Guerlain Idylle : Perfume Review
Star rating: 5 stars--outstanding/potential classic, 4 stars--very good, 3 stars--adequate, 2 stars--disappointing, 1 star--poor.
The spirit of Guerlain haunts many fragrance houses today, from L'Occitane to Cartier, and the refrains of Shalimar, Samsara and other great Guerlain classics show up in the most unexpected places. The house of Guerlain itself, however, seems to have taken another direction, leaving the decadent and plush to the exclusive L'Art et la Matière collection. The new widely distributed fragrance launches stake out the modern, trendy category exploring sheer orientals, luminous florals or crisp, musky chypres. This by itself is not a criticism, because Guerlain is a unique house in many respects. It is a prominent prestige fragrance brand with strong niche appeal which is trying to expand its audience. Moreover, breaking new ground and trying new genres is what fuses life into the fragrance houses and allows them to grow and build new loyalties. Idylle, which was launched in 2009, is the first feminine fragrance by Guerlain in-house perfumer Thierry Wasser and a much anticipated release.
To compare Idylle to Guerlain's classics is like judging Natalie Portman against the actresses of film noir like Lauren Bacall and Veronica Lake. They exist in different universes for me. The classical Guerlains have a complex, sometimes difficult beauty, while Idylle is straightforward and immediately appealing. It is built in a trendy contemporary style and is dominated by the accord of patchouli, rose, musk and woods. If the initial impression is bright and fresh, with citrus and red fruit notes providing the main flavor, the luminous floral accord has enough richness and substance to be interesting. It develops by hitting the high note with the citrus on top and then gently moving through the floral and woody layers until it dries down to an intimate warmth of patchouli, sheer moss and soft, baby skin musk. A honeyed, beautiful natural rose note is woven through the crisp, musky woods, lending the fragrance complexity and richness. Those who are familiar with the musky roses of Narciso Rodrigues for Her will instantly recognize the same character in Idylle. The main difference is that Idylle is smoother, brighter, with richer, sweeter rose notes.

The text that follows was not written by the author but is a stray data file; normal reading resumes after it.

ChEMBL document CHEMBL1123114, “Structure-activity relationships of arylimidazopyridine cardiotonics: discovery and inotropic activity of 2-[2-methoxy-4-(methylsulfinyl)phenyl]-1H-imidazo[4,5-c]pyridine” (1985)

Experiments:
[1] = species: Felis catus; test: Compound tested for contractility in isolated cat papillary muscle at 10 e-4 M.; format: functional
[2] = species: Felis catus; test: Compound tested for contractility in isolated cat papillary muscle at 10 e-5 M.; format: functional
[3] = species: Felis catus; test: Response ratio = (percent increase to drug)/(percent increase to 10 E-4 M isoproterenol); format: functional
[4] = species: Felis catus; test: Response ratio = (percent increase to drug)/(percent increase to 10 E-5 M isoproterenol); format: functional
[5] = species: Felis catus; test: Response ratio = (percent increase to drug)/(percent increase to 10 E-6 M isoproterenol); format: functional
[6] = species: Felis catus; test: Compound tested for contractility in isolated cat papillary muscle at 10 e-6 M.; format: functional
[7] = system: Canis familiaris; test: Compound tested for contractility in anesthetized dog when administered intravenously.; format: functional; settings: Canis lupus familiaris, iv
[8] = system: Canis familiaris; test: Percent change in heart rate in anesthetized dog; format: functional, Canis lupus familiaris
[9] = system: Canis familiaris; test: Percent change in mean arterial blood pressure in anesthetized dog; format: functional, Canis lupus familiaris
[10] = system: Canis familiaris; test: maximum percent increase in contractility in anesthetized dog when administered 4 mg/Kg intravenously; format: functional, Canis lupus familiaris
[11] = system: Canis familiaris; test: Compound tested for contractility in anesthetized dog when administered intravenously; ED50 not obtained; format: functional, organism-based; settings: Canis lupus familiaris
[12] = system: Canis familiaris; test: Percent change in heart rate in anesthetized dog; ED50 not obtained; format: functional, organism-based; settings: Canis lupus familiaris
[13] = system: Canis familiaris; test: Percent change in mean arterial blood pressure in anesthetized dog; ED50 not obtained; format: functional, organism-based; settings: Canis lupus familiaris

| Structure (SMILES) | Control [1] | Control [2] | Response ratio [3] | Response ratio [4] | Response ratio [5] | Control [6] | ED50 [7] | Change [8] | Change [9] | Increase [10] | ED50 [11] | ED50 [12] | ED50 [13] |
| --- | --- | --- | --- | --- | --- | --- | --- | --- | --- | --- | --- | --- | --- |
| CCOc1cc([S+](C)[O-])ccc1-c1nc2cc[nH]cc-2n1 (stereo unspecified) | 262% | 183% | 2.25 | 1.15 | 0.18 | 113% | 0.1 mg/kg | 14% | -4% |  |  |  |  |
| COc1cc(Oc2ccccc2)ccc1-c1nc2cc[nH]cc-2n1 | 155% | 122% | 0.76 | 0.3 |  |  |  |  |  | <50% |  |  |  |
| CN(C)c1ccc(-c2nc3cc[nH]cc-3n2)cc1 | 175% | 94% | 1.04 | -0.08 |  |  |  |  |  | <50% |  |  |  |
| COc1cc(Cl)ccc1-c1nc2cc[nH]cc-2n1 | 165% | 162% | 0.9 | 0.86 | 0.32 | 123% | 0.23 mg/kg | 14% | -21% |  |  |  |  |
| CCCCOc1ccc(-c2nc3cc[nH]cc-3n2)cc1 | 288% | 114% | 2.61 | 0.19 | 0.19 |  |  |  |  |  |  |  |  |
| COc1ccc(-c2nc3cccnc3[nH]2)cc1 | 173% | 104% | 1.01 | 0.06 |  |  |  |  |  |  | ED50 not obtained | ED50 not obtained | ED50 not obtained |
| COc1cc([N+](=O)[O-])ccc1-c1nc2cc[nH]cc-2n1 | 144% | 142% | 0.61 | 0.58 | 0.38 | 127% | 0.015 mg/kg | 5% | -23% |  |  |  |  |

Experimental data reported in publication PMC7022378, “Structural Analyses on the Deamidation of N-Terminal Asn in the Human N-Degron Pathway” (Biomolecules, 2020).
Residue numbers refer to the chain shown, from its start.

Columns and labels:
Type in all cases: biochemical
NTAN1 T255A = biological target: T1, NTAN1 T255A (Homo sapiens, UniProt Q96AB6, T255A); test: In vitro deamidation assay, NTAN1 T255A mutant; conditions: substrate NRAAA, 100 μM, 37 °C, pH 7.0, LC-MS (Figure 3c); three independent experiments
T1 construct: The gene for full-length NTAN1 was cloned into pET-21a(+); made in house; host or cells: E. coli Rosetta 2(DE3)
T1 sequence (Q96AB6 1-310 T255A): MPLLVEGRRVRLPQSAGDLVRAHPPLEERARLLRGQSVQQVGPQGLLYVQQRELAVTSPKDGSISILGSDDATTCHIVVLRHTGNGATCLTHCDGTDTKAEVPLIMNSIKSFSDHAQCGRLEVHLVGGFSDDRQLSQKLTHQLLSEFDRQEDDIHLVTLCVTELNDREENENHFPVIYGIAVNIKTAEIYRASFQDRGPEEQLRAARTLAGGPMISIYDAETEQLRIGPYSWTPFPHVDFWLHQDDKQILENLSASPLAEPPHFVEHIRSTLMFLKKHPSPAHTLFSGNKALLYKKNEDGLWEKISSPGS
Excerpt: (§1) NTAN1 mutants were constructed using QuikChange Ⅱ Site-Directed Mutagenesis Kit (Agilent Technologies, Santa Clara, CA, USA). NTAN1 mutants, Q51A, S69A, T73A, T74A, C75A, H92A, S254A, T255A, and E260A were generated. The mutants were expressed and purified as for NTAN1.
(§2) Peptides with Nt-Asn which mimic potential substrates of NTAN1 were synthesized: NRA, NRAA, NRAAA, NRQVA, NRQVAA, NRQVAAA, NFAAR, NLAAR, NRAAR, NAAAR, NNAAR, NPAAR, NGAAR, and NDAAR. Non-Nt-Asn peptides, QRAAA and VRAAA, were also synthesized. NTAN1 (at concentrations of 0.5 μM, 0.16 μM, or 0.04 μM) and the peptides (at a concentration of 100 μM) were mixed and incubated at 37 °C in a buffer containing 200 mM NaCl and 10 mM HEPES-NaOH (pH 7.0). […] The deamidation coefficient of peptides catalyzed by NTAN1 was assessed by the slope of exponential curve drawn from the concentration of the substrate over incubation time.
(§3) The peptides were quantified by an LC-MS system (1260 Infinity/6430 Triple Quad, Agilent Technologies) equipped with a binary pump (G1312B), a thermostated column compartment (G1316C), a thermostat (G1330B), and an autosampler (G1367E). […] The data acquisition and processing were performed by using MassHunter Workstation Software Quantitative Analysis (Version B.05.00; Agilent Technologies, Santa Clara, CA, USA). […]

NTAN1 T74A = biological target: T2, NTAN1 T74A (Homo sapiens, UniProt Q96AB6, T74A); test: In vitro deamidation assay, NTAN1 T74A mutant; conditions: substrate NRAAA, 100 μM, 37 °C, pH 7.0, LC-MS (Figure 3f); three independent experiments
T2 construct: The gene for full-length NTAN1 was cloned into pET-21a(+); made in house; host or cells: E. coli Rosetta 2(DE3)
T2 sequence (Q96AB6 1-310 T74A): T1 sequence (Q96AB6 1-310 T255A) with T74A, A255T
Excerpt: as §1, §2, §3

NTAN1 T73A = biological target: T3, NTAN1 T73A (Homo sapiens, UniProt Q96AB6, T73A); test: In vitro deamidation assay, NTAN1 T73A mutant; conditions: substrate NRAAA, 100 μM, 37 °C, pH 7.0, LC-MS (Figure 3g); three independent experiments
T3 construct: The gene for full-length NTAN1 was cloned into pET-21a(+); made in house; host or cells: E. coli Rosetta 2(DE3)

The issue that I have with Idylle is neither its modernity nor its difference from the classical collection. After all, even Jacques Guerlain who was known as the master of plush, elegant oriental accords, explored a completely different genre towards the end of his career. His animalic orchestrations at the end of his Guerlain tenure were of such rude intensity that they would make Serge Lutens Muscs Koublaï Khän appear downright coy. My main qualm is that Idylle follows existing trends and does not add anything new to existing forms. It is undoubtedly lovely, and I find wearing it to be a pleasure. Like Narciso Rodriguez, it is a fragrance I enjoy wearing when I want something intimate and romantic. While Idylle has good tenacity, its sillage is understated and refined. In contrast to many so-called luxury launches, Idylle smells expensive and devoid of sugary sweet and cute cliches. Yet, perhaps because Guerlain is still associated in my mind with much more than simply "wearable and lovely," I am left feeling disappointed. In some ways, it is also a reflection of how few risks the fragrance houses are considering today with their new launches, even when they are willing to spend the money on a well-crafted perfume.
Guerlain Idylle Eau de Parfum (fragrance family: fruity chypre) includes notes of lychee, raspberry, freesia, jasmine, lilac, lily of the valley, peony, Bulgarian rose, patchouli, musk. There is also the Eau de Toilette version, on which Thierry Wasser worked with Jean-Paul Guerlain. It is rebalanced to focus more on the airy, luminous floral accord, with a strong citrusy note. Quite pretty. Similar fragrances to explore include Narciso Rodrigues for Her, Gucci Rush, Parfum d'Empire Eau Suave, Badgley Mischka, Gucci Flora, Jean Patou EnJoy. Available from the major retailers and widely online.
Sample: my own acquisition